As summer comes to an end, many parents are packing up their cars and driving their kids to their freshman year of college.
According to the College Student Journal, "30 to 40 percent college students drop-out before obtaining a degree." The reason for the drop-out rate may be due to academic or social changes.
One of the keys to surviving freshman year is being prepared. Your first few weeks will be a transition and adjustment period. As you experience your new found freedom, it is vital to be prepared and roll with the punches.
Don’t be afraid to ask for help if there is a situation where you do not know what to do. Your university has free and valuable resources. And, remember, your situation isn’t new. There are other students who may have been in your situation.
Here are some tips to prepare yourself or your loved one for their freshman year.
• According to the Centers for Disease Control and Prevention (CDC), ʺif you are a female age 26 or younger, get an HPV vaccine to help prevent cervical cancer.ʺ
• Condoms. Condoms. Condoms. Protect yourself against SDTs and ask your partner to wear a condom.
The Freshman 15. Dr. Mallika Marshall, a practicing physician at Massachusetts General Hospital’s Chelsea Urgent Care facility, recommends the following to avoid the ʺfreshman 15ʺ:
• Avoid eating after 6 p.m.
• When you order a pizza, also order a salad. Eat the salad first and save the extra pizza for a later day.
• Don’t use a tray in the cafeteria. Only carry what you can eat. Cafeteria trays invite extras like dessert.
• Eat fruit and vegetables for snacks.
• Avoid junk food.
• Exercise regularly. Try intramural sports at your college. It is also a great way to meet new people.
Other freshman survival tips:
• Before you leave for college, make sure you get all your shots.
• Avoid caffeinated drinks up to eight hours before you go to bed.
• Limit your time on Facebook. Facebook is a great way to waste time to avoid studying.
• At night, do not walk alone. Use the buddy system.
• Invest in mace, pepper spray and a whistle. If possible, attach one of these items to your key ring.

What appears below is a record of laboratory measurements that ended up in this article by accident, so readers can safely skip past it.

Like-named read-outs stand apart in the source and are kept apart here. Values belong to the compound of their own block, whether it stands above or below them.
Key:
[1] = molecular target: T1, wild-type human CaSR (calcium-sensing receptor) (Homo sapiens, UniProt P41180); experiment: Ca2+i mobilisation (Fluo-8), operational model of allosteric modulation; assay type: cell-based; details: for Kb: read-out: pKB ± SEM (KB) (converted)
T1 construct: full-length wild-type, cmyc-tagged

• Important phone numbers. Keep a list of your emergency contact on a written piece of paper in your dorm room. The list should include:
o your parents’ phone numbers (home, work, mobile)
o emergency contact number in case your parents can not be reach (another relative)
o doctor’s phone numbers
o cab service (in case you need an emergency ride home from the library or bars)
o roommate’s phone number
o student health center phone number
o campus security phone number
Your college years will be an experience of a lifetime. You will grow as a person and learn who you are as an individual. You will also develop friendships which will last a lifetime. Enjoy your college days and remember to do things in moderation.
Here are some additional sources which may be valuable for every incoming freshman.
Rape, Abuse, and Incest National Network
(800) 656-HOPE or (800) 656-4673
CDC Health Topics (Immunizations, STDs, and more)
(800) CDC-INFO or (800) 232-4636
National Domestic Violence Hotline
(800) 799-SAFE or (800) 799-7233
Mental Health Information Center
National Suicide Prevention Lifeline
(800)273-TALK or (800) 273-8255
Drug and Alcohol Abuse
(800) 662-HELP or (800) 662-4357
CDC - Family Health - College Health and Safety. Centers for Disease Control and Prevention. Retrieved August 17, 2011, from
Healthy Relationships. Center for Young Women's Health. Retrieved August 17, 2011, from
Enochs, W. K., & Roland, C. B. Social adjustment of college freshmen: the importance of gender and living environment | College Student Journal | Find Articles at BNET. Find Articles at BNET | News Articles, Magazine Back Issues & Reference Articles on All Topics. Retrieved August 17, 2011, from
Whitbourne, J. The dropout dilemma: One in four college freshmen drop out. What is going on here? What does it take to stay in? | Careers and Colleges | Find Articles at BNET. Find Articles at BNET | News Articles, Magazine Back Issues & Reference Articles on All Topics. Retrieved August 17, 2011, from
College Tips - Dr. Mallika Marshall. Dr. Mallika Marshall . Retrieved August 17, 2011, from
Edited by Jody Smith